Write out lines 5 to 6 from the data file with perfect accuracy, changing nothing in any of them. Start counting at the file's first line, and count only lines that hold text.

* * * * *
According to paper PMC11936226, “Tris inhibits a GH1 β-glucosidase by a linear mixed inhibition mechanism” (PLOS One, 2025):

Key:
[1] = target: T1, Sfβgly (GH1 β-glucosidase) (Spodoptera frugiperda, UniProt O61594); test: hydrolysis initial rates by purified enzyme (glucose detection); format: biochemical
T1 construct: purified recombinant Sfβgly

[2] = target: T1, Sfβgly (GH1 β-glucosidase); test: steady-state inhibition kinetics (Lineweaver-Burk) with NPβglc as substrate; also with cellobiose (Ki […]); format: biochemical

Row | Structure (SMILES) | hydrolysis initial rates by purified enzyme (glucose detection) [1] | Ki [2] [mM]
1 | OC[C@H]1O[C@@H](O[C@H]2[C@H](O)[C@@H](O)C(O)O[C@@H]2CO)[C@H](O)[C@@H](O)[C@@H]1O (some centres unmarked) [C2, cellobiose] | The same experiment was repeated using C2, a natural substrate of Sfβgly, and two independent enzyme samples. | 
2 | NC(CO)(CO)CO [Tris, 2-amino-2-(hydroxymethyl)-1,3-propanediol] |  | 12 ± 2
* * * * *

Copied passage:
[2] = target: T1, Sfβgly (GH1 β-glucosidase); test: steady-state inhibition kinetics (Lineweaver-Burk) with NPβglc as substrate; also with cellobiose (Ki […]); format: biochemical

Row | Structure (SMILES) | hydrolysis initial rates by purified enzyme (glucose detection) [1] | Ki [2] [mM]